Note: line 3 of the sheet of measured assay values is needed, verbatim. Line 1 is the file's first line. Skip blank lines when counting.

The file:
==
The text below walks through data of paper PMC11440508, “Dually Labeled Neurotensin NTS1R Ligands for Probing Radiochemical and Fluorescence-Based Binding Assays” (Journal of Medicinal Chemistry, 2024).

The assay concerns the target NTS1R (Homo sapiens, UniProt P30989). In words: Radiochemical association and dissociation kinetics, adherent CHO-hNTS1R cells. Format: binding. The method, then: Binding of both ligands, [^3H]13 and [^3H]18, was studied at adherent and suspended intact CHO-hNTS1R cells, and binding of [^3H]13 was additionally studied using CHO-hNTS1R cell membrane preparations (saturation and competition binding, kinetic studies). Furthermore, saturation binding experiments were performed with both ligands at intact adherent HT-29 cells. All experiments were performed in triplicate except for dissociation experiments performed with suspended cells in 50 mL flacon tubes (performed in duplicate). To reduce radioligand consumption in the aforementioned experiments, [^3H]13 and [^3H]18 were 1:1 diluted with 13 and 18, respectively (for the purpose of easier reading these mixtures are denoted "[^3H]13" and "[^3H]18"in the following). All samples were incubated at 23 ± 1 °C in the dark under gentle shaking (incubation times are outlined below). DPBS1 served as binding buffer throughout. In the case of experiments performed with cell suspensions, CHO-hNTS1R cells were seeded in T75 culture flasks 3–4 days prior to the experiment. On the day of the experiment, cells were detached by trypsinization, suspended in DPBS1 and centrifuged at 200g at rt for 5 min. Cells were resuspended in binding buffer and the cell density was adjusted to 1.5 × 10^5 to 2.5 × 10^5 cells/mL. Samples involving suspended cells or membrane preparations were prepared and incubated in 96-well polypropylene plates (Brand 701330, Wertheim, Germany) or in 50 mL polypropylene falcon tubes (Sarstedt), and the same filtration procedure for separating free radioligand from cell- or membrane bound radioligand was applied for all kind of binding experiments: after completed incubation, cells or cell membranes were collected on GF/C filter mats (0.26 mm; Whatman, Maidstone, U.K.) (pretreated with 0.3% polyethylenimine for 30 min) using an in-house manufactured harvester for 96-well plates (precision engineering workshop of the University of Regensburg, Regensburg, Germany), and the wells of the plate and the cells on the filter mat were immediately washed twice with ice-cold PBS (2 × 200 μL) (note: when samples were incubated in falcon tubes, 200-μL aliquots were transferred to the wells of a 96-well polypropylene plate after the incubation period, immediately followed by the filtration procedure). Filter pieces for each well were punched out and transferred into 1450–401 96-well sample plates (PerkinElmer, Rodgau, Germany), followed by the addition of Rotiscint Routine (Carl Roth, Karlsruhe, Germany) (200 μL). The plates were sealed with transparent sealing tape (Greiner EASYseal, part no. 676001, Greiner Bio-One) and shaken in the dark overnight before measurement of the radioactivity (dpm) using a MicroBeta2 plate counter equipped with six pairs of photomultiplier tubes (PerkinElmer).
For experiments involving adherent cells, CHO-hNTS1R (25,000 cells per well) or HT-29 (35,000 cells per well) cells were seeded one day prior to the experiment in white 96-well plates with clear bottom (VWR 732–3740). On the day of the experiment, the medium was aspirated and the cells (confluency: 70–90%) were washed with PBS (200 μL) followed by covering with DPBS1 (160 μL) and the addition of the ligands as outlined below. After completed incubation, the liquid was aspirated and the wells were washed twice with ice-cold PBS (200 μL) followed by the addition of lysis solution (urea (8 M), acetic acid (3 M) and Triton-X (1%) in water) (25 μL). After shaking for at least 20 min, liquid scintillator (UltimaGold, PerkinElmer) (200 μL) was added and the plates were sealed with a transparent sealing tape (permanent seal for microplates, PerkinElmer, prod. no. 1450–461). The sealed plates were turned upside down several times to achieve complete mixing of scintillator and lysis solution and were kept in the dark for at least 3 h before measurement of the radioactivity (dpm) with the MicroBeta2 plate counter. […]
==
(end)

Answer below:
For experiments involving adherent cells, CHO-hNTS1R (25,000 cells per well) or HT-29 (35,000 cells per well) cells were seeded one day prior to the experiment in white 96-well plates with clear bottom (VWR 732–3740). On the day of the experiment, the medium was aspirated and the cells (confluency: 70–90%) were washed with PBS (200 μL) followed by covering with DPBS1 (160 μL) and the addition of the ligands as outlined below. After completed incubation, the liquid was aspirated and the wells were washed twice with ice-cold PBS (200 μL) followed by the addition of lysis solution (urea (8 M), acetic acid (3 M) and Triton-X (1%) in water) (25 μL). After shaking for at least 20 min, liquid scintillator (UltimaGold, PerkinElmer) (200 μL) was added and the plates were sealed with a transparent sealing tape (permanent seal for microplates, PerkinElmer, prod. no. 1450–461). The sealed plates were turned upside down several times to achieve complete mixing of scintillator and lysis solution and were kept in the dark for at least 3 h before measurement of the radioactivity (dpm) with the MicroBeta2 plate counter. […]